Recently, a news blog seen by some LKG residents identified Lake Gaston as the “North Carolina Lake Number 1 Most Leech Infested In The Country.” The identified author, Melanie Day, goes on to state “new data has a North Carolina lake as the most leech-infested in the country.” However, no such data is actually presented. In fact, the original blog by “Animals Around the Globe” that was used as the supposed source, titled “The 6 Most Leech Infested Lakes in the United States,” does not even identify Lake Gaston as one of the six most leech-infested lakes in the country. The article, written by Dona Van Eeden from South Africa, does not even really discuss Lake Gaston! A few months ago, a similar blog identified Lake Gaston as having the “cleanest water in North Carolina.” Similar to the article on leeches, it may be entertaining reading but presents zero scientific (or even non-scientific) data for such a claim. The bottom line is this type of “news” should not be considered reliable as in many cases it may be based on nothing more than a web search to see how many instances a topic is noted in social media or other websites, and has no scientific analysis or technical research.
Lake Gaston certainly has leeches, but there is no reliable information to indicate there are any more or less than any similar lake across the country or the state. Here are some facts about leeches:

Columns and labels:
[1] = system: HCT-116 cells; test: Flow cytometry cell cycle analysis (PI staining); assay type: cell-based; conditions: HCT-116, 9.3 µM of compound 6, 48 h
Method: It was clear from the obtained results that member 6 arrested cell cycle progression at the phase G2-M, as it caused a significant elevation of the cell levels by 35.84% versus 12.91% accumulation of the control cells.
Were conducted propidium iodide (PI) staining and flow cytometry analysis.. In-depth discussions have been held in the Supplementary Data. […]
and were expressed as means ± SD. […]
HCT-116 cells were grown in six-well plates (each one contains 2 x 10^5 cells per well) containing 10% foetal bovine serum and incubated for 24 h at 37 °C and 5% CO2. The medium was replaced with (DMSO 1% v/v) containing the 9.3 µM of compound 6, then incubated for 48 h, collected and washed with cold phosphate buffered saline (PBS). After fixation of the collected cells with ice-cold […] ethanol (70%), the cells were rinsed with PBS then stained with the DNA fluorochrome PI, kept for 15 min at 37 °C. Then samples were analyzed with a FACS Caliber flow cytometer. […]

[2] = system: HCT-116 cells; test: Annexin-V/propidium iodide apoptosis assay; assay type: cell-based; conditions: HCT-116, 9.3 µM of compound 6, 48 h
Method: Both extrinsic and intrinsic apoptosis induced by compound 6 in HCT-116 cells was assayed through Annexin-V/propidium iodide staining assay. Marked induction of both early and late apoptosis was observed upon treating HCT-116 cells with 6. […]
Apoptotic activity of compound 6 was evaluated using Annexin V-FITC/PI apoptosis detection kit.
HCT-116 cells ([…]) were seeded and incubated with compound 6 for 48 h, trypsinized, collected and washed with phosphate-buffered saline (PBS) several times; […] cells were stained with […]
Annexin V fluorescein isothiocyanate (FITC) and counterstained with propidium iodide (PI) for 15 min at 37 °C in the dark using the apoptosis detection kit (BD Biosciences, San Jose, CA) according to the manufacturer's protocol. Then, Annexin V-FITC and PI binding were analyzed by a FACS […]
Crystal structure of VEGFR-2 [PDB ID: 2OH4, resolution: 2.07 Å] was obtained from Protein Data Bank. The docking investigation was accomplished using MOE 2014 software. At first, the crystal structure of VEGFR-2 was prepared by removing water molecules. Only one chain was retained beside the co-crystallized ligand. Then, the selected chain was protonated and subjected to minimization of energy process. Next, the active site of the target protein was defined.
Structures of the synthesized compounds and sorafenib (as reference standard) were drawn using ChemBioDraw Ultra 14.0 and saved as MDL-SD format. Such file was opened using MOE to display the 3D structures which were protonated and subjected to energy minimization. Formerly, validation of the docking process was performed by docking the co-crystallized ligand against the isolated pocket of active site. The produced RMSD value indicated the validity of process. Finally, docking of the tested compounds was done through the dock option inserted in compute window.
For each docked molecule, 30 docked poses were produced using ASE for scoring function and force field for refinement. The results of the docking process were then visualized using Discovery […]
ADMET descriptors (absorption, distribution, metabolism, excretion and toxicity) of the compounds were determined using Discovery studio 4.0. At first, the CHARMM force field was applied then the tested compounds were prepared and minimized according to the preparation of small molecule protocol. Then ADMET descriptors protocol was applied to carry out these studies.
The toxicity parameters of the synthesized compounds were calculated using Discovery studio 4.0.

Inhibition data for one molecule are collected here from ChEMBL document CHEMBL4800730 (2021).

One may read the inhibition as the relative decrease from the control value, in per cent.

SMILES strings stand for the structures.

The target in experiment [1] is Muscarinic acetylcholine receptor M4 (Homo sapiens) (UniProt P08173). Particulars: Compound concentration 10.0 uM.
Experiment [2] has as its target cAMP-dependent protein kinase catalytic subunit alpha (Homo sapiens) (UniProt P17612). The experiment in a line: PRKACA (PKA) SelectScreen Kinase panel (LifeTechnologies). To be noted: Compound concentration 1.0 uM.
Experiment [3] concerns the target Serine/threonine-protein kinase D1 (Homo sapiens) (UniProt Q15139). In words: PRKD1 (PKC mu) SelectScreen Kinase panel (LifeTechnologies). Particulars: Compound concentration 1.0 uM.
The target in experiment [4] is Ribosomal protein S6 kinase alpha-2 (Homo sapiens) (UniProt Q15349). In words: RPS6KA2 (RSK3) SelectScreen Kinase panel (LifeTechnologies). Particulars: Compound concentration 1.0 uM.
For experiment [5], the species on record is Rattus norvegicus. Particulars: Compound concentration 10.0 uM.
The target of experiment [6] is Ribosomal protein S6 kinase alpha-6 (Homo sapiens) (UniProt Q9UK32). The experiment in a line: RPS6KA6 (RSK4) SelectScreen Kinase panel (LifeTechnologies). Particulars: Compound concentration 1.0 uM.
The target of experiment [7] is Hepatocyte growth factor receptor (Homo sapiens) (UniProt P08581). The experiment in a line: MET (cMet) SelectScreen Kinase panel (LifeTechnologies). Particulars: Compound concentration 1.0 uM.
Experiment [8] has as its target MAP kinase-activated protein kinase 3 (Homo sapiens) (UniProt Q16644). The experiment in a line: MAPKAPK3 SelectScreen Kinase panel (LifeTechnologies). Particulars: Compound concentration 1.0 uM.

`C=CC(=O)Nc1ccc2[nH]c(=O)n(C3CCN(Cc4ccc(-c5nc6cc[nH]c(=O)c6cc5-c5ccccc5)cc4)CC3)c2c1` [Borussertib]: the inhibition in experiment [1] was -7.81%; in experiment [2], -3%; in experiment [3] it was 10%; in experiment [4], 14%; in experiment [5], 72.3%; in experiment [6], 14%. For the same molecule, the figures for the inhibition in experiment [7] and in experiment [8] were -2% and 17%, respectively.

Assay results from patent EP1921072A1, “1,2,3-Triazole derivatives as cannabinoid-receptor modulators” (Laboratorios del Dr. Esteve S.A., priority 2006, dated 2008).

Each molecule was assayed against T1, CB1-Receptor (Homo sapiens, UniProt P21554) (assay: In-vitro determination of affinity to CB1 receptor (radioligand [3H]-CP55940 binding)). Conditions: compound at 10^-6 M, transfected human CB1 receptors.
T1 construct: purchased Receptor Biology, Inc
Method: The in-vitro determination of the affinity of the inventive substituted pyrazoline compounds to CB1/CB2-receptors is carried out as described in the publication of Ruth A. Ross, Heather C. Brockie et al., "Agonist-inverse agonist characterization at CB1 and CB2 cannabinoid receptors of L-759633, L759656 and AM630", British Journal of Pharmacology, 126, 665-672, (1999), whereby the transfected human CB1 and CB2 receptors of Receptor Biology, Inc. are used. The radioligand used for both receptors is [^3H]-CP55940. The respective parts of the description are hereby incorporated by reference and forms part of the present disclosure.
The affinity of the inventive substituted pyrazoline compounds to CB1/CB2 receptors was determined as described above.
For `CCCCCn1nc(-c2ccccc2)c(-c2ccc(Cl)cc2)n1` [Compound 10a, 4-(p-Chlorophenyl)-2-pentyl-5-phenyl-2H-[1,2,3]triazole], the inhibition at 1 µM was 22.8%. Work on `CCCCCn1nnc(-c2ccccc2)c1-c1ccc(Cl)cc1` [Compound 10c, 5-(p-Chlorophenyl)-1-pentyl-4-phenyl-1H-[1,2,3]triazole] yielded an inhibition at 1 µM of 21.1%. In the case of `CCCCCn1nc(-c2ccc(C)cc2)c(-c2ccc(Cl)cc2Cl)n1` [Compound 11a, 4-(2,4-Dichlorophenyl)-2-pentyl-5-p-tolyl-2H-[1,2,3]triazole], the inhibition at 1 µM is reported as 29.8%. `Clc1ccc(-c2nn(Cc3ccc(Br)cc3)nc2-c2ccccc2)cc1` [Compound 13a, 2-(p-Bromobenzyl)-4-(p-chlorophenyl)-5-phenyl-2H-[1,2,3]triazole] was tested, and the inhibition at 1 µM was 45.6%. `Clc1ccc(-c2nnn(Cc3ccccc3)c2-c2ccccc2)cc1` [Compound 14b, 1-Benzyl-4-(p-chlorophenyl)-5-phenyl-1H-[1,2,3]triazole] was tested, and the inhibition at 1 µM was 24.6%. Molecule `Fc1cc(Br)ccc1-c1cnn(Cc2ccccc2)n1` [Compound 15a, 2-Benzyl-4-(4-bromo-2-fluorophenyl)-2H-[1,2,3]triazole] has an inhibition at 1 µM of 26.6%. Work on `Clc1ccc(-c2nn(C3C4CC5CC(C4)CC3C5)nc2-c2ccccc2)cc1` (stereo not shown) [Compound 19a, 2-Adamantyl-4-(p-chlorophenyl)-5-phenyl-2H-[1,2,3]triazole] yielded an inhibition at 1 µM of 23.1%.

● There are more than 650 species of leeches worldwide with about 80 species in North America and about 20 of those found in North Carolina.
● Leeches are a natural component of lake and pond ecosystems and the presence of leeches is in no way associated with polluted water.
● Leeches provide food for some types of fish and aquatic birds, as well as turtles, snakes, and crayfish.
● Leeches are found in a variety of freshwater aquatic environments, including lakes, ponds, marshes, springs, and slow streams, typically found in the area along the shoreline in areas protected from wave action.
● Leech bites are harmless to humans although they may become infected by bacteria.
Keeping your shoreline clear of organic material such as leaves and other debris can help reduce leech habitat. Chemicals should never be put in the lake in an effort to kill leeches as it may be a violation of federal/state clean water laws and the Dominion Shoreline Management Plan. It can also result in killing fish, birds, and other wildlife and may harm humans and pets recreating in the lake.
The moral of the story is when reading an online “news” article, be sure to consider the source. Or as a very smart person said, just because you read it on the web doesn’t mean it's true!
Article written by John Franz
LGA Lake Environment Committee Chairperson